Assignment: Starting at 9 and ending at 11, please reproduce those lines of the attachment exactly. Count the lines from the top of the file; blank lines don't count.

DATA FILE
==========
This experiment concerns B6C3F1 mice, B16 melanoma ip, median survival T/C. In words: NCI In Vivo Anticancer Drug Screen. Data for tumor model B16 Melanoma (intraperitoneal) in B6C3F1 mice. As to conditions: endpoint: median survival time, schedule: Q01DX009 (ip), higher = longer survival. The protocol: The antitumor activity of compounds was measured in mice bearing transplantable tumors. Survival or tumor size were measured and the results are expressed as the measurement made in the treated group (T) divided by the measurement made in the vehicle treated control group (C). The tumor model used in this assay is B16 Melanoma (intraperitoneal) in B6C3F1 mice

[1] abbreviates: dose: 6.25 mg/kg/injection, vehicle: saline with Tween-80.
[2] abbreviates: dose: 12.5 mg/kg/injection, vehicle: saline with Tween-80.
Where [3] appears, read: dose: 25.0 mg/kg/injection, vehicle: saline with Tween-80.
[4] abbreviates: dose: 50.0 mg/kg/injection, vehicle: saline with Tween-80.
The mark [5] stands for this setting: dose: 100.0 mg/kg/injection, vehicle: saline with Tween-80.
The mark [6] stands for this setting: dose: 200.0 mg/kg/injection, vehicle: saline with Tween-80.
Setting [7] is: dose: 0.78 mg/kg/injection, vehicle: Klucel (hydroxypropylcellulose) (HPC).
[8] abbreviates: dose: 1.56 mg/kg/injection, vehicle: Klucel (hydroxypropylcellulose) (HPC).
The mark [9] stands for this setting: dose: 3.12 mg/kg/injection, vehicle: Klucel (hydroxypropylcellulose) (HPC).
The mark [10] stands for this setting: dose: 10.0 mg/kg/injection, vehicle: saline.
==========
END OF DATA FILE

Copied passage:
[8] abbreviates: dose: 1.56 mg/kg/injection, vehicle: Klucel (hydroxypropylcellulose) (HPC).
The mark [9] stands for this setting: dose: 3.12 mg/kg/injection, vehicle: Klucel (hydroxypropylcellulose) (HPC).
The mark [10] stands for this setting: dose: 10.0 mg/kg/injection, vehicle: saline.